April-May 2015 | Features

A revolution in diagnosis

A revolution in diagnosis

Why is Rotary supporting research into prostate cancer and why have they chosen to run an event to raise money and awareness? We ask one of the leading consultants in this field of work.

Rotary Clubs across Great Britain and Ireland are signing up for a big event held on Sunday June 21, 2015 that coincidentally is also Father’s Day. The event is the Rotary Ride and this year they are cycling for prostate cancer.

Prostate cancer kills 10,500 men the UK every year however it is reckoned that with proper diagnosis and treatment that number could be markedly reduced.

Why did we choose prostate cancer, I hear you ask, and why should you take part? To get answers to these questions and a few more we met up with one of the country’s leading specialists in this field. Professor Mark Emberton, of University College Hospital, leads a team working on minimally invasive methods in the diagnosis and treatment of prostatic disease with a particular emphasis on cancer.

Mark Emberton is leading the change in the way prostate cancer is diagnosed and treated and we discussed this at length. The diagnosis begins with a Prostate Specific Antigen (PSA) test, which is a very simple blood test to see if the prostate gland is working correctly. A raised PSA is merely an indication that there is the possibility of prostate cancer and not a diagnosis.  From this point further tests and diagnosis can be quite invasive and we discussed this with Mark since it is from here that his team differs from the usual continuing procedures.

Mark and his team advocate the use of Magnetic Resonant Imaging (MRI) Scans at this point. The observation was made that in many instances this would not be offered. Mark Embert on commented, “They have the means to do it since most hospitals have an MRI machine, which is busy doing hips and knees”. This was challenged and Mark went on, “Most MRI’s are reasonably full, I’m not saying MRI and the prostate is trivial, you have to do it well, machines would need  to be retuned and caring staff would need training to be able to interpret the images.

“I don’t think fund raising should pay for core NHS facilities but it could be used for training, computer aided diagnosis and implementation. All these are new skills for better diagnosis and care.”

It’s a good news story all round and we would like all men diagnosed with a high PSA to adopt the ‘Image First’ strapline.”

Mark Emberton fervently wanted to get across the message that the next stage after a PSA shows possible abnormality should be an MRI scan but it was put to him that not many NHS Trusts would take that pathway routinely. He replied, “At University College Hospital we do and everyone who has a high PSA test we do an MRI Scan and do 2,000 a year here.”

When asked if he knew of any other hospital where the scan was routine he was hard pushed to name any but did roll out the names of several in the mainland of Europe. The professor admits that he is in the early stages of a revolution in diagnosis and research in the early management of this disease. He has written many papers on the subject and was able to back his statements up with facts from papers printed all over the world.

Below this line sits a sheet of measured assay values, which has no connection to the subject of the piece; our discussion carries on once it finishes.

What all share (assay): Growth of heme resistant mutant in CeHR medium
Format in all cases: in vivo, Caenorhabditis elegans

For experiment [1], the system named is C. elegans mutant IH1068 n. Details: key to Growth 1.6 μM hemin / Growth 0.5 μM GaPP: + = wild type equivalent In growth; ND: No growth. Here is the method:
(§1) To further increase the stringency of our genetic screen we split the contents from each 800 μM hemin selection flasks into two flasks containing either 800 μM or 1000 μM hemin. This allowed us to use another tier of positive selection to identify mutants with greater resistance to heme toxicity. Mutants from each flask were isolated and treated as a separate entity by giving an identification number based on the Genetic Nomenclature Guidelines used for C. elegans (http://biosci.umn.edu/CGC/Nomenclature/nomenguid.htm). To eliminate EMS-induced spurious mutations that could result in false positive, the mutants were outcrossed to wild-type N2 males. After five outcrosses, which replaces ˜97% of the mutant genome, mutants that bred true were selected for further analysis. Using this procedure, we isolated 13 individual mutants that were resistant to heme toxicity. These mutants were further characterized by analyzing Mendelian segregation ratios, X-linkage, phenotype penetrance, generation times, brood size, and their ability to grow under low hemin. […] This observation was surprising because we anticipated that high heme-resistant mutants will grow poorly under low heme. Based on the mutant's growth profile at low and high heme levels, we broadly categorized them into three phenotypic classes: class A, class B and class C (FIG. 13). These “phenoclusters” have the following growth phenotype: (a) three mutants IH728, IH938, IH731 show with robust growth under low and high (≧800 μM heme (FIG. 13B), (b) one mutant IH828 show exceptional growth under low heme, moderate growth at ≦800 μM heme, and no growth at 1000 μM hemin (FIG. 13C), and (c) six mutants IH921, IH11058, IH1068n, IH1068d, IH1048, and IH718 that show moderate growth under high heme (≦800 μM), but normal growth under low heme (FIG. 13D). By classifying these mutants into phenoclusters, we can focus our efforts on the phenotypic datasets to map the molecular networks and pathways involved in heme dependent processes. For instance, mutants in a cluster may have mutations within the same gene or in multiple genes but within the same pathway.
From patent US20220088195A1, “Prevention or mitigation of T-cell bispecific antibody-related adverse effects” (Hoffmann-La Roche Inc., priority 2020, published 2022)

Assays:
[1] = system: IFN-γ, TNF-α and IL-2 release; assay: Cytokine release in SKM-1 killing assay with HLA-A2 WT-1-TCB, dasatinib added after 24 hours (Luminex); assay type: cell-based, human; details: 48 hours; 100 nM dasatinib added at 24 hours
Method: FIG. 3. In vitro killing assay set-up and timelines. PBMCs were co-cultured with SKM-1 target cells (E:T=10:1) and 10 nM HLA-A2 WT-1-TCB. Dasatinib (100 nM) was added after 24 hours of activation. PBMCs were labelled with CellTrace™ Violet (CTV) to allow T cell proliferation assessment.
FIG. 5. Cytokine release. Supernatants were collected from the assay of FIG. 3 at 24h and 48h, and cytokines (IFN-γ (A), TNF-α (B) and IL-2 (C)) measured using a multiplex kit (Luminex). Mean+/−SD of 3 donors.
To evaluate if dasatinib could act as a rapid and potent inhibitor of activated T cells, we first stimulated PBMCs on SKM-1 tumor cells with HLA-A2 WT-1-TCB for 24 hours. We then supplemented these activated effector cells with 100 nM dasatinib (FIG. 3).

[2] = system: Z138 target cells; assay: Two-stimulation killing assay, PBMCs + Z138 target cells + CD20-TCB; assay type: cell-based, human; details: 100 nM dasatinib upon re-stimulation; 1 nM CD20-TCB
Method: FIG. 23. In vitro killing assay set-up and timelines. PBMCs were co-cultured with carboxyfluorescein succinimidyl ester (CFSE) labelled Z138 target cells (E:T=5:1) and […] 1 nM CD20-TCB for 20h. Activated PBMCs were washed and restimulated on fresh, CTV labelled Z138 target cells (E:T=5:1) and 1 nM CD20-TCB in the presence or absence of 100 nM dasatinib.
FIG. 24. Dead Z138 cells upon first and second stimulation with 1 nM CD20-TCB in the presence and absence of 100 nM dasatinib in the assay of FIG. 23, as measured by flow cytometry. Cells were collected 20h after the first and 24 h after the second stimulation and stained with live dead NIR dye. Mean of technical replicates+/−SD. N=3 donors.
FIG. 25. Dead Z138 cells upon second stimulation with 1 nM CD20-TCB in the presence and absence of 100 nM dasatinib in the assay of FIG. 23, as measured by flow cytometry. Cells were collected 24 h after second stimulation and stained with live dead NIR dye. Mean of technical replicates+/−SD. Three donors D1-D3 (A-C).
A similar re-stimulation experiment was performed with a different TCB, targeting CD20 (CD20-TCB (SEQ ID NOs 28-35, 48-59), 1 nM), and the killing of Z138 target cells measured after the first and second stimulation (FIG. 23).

He wants to start a lobby in the same way the lobby on breast cancer changed perceptions and treatment. He explains, “It’s a good news story all round and we would like all men diagnosed with a high PSA to adopt the ‘Image First’ strapline and lobby as this is the product of five to 10 years  of research.”

We put it to Mark that it was innovative and he agreed, “It’s what we want innovation to do, result in better health care.”

Prostate Cancer UK gave a positive but somewhat guarded response to the approach taken by Professor Emberton when asked about the advances in his work this is what Dr Iain Frame, Director of Research at Prostate Cancer UK said, “The use of MRI scans early on in the process of diagnosing prostate cancer is certainly showing promise, not only in terms of increasing the accuracy of diagnosis but also avoiding unnecessary biopsies. We will need to wait for final trial results, due later this year, before we know the full potential of this technology. In the meantime we need to see arrangements put in place to ensure that more men can benefit if the trial results are positive.”

The reasons given by Mark Emberton and the resulting changes are why we are asking everyone to participate with events held by their local Rotary Club across the country on Sunday June 21 and the initiative has the backing of the UK’s largest prostate charity, Prostate Cancer UK. Mark Bishop, Director of Fundraising at Prostate Cancer UK said: “It’s fantastic to see that Rotary has decided to organise the Rotary Ride 2015 to raise funds for Prostate Cancer UK. By doing this they, and other participating rotary clubs, are joining men united and helping to make a real difference in furthering the fight against prostate cancer.

Whatever you do together, big or small, you’ll be helping us push for real change, from more effective testing to better treatments. We thank all the rotary clubs involved and wish them every success with their challenge.”

Rotary Magazine